Few teens have the opportunity to build a three-axis motion chamber, but I did just that with Pete Lenarcic as my guide. Meeting Pete was sheer luck. I’d asked around for large men to provide security during my haunted house, and then a neighbor introduced me to Pete. In talking with him, I discovered Pete is an engineer and runs the 600,000 square foot automated fulfillment center responsible for distributing 95% of North and South America's pots and pans. Needless to say when my automated lighting system was having issues, I knew who to call. Pete taught me how to troubleshoot systems and many good practices in systems management. Like a sponge, I absorbed every word, learning concepts in physics to techniques like cutting air hoses. His attitude instilled in me the belief that there is almost nothing you can’t build with hard work and greasy industrial surplus from eBay.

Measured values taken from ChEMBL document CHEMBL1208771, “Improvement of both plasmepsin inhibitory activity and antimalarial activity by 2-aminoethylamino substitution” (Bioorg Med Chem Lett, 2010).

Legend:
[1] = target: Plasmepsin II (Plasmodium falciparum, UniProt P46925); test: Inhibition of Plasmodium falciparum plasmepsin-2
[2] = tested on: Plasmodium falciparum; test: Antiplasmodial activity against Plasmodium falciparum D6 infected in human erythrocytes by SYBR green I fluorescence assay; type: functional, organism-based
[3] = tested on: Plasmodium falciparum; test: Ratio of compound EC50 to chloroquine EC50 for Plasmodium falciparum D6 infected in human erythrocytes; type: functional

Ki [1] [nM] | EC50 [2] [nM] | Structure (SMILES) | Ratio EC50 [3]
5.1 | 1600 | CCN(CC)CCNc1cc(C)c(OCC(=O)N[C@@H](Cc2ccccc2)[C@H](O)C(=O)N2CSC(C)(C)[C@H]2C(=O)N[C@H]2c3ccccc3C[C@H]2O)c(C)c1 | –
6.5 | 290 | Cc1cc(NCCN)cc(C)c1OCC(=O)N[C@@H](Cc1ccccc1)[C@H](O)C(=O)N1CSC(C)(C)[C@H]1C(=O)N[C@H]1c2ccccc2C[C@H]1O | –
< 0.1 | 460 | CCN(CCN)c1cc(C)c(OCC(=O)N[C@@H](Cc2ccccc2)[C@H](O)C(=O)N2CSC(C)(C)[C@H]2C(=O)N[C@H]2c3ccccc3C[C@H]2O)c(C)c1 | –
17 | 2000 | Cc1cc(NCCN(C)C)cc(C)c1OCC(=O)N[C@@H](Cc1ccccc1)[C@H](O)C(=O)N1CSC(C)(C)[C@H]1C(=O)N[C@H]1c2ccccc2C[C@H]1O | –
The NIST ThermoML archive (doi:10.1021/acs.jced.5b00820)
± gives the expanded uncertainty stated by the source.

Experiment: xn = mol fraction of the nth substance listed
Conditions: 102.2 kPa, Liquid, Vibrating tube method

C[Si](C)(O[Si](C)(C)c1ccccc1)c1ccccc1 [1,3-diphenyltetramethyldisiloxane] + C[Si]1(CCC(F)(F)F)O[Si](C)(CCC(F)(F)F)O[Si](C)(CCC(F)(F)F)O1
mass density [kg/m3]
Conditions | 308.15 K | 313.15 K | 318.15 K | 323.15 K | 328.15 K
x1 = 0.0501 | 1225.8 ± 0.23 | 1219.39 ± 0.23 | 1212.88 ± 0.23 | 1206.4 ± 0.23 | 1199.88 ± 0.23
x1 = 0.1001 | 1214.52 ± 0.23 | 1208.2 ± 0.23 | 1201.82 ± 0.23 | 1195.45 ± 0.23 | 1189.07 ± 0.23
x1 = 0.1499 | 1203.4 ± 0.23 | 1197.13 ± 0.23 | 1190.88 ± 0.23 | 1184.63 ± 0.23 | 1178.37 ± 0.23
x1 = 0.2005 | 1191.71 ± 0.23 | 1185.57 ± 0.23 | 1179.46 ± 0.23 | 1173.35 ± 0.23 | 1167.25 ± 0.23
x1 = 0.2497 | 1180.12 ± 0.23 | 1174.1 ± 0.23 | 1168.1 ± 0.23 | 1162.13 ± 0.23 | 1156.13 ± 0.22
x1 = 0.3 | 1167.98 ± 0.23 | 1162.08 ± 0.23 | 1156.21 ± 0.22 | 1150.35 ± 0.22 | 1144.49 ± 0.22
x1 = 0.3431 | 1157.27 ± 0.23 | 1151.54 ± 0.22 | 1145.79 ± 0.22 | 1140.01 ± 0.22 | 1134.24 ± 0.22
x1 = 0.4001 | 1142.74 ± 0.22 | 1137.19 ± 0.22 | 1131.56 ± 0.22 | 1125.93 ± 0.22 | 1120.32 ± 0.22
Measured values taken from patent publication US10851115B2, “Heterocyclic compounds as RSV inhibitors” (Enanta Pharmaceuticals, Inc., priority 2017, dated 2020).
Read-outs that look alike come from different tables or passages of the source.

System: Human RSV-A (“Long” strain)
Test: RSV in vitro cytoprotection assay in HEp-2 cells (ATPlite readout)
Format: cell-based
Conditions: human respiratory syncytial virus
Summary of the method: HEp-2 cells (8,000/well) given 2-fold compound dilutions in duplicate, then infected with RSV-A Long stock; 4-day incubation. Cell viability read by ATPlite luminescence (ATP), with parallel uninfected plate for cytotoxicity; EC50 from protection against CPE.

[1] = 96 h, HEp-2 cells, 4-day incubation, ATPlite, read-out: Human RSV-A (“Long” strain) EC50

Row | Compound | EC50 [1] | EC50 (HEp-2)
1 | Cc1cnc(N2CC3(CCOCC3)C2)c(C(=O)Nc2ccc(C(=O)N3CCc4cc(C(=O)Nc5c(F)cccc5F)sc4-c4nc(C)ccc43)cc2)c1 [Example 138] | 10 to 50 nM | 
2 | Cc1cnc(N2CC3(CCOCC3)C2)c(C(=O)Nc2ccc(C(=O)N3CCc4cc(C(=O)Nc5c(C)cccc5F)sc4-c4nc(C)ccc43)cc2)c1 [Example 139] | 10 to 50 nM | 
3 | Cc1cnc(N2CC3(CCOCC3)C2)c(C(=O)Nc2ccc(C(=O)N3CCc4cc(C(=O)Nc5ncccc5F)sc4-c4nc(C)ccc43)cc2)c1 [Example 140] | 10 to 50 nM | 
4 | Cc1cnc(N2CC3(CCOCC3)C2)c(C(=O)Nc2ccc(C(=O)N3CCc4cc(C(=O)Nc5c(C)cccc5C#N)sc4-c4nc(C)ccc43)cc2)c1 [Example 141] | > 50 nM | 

With this mindset, I developed an idea that blurs the line between haunted houses and theme park rides. I envisioned a scaled down version of the popular Tower of Terror ride at Disney Parks for my haunted house. Pete was on board and we began building the most complex contraption I’ve ever built. Building it was a learning experience for both of us. Pete had minimal building experience and I lacked technological knowhow, so we were both forced to broaden our skills and teach each other. Our “Hellevator” was the highlight of the haunted house. It featured dual sets of automated sliding doors and utilized car suspension airbags controlled by a custom-fabricated solenoid manifold that could raise or tilt the entire room by 5 inches. This, combined with audio and video components, created an immersive experience that stimulated our visitors’ senses. Working on such a complex project with support from such a knowledgeable professional allowed me to grow my skills and create something I wouldn't have imagined possible.